Music and much more: Richmond region gathers for 14th Folk Festival
Not a string had been strummed.
No pipe blown, nor a drum beat.
And not a single note had been sung at the Richmond Folk Festival on Friday evening, and already hundreds had made their way to the city’s riverfront for the 14th annual event.
Lynn Berry and Teresa Cross, both of Richmond, scoped out their seats on a hill that created a sort of natural amphitheater ahead of the opening act, gospel artist Cora Harvey Armstrong, who kicked off the music festival at 6:30 p.m. on the Altria Stage. (The festival’s biggest name, R&B singer Mavis Staples, plays the same stage Saturday at 5:15 p.m.)
The three-day event — featuring 40 performers from diverse genres that span bluegrass and traditional folk to reggae and Afro-Colombian champeta — will attract about 200,000 people, according to festival organizers.
Berry and Cross have been attending the festival since it began more than a decade ago.
“It’s just a great festival,” Berry said. “It’s a fall thing. The weather came just in time. What a difference from Monday to today.”
Despite a heavy dose of rain and high winds from Tropical Storm Michael a day earlier, on Friday the festival went off pretty much without a hitch — minus one tent. The large white tent that typically covers the Dominion Energy Dance Pavilion was damaged in the storm and removed before the performances Friday night. Despite the rain, there was mud only in spots.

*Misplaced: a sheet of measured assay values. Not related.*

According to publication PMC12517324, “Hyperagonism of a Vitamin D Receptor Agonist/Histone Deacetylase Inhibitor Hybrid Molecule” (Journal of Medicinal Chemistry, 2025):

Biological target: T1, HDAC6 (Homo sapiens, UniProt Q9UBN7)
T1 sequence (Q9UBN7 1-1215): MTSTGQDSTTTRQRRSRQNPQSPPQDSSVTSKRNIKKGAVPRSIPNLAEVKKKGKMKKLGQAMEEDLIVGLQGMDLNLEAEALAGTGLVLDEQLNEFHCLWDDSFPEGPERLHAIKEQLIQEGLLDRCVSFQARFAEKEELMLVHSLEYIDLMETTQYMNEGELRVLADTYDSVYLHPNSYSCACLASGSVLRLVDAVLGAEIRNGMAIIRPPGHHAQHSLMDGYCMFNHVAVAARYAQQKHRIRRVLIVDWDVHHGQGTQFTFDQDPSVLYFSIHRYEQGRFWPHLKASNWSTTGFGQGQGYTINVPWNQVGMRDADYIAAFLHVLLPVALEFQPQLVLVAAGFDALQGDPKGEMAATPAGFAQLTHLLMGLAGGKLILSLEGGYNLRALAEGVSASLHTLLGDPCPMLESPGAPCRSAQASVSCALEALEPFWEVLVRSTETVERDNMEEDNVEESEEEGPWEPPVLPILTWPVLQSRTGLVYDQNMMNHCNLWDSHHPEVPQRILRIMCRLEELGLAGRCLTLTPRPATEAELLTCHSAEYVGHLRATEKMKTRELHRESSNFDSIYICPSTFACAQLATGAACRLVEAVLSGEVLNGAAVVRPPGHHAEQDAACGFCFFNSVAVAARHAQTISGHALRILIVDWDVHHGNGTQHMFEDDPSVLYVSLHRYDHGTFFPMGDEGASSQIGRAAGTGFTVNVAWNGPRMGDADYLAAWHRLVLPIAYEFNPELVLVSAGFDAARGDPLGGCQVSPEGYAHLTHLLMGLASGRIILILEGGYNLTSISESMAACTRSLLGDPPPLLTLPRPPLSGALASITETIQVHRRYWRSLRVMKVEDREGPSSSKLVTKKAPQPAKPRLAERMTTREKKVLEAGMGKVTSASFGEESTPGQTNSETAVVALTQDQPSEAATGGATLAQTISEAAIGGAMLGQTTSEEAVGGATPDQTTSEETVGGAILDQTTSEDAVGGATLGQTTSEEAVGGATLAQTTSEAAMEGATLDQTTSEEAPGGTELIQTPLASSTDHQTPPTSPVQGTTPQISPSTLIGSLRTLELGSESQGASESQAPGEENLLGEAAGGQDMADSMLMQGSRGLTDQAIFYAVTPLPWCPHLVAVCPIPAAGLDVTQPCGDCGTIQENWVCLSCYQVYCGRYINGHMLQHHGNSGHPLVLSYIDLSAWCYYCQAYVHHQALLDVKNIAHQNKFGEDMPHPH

Glenn Amey of Richmond brought his four boys to soak in some cultural experiences, as well as reunite with some old friends.
“Socially, it’s great,” he said. “You get to reconnect. It feels like a community. Plus, we’re trying to throw as much stuff at the kids as we can and see what will stick.”
Amey’s advice for festival newcomers: “Don’t stay in one place.”
“Look for the strange stuff, the stuff you don’t know what it is or how to explain it,” he said. “Because it’s all great.”
Ahead of the first performances Friday, Thomas A. Silvestri, president and publisher of the Richmond TimesDispatch, hosted a Q&A session with some of the artists. For RTD Public Square: Festival Interviews, he talked with Irish piper Jarlath Henderson, Kathak dancer Farah Yasmeen Shaikh and bounce master Ricky B at the Virginia Traditions Stage in the Richmond Times-Dispatch Folklife Area.
Lynne and Roy Seward appreciate how much there is to see at the festival.
“I plan it out every year, and you still can’t see everything,” she said.
“It’s a lot like birding,” Roy Seward said. “You’ll hear a lot of music that you might not see. It’s all around you.”
The festival is free, but organizers ask that attendees make a “drop in the bucket,” or a donation in the bins they have placed throughout the venue.
The 14th Richmond Folk Festival kicked off Friday night at the Altria Stage. An estimated 200,000 people will attend the three-day festival.
A zydeco dance lesson was offered Friday at the Dominion Energy Dance Pavilion during the Richmond Folk Festival.
Gospel singer Cora Harvey Armstrong was the opening act of the festival, which continues Saturday and Sunday.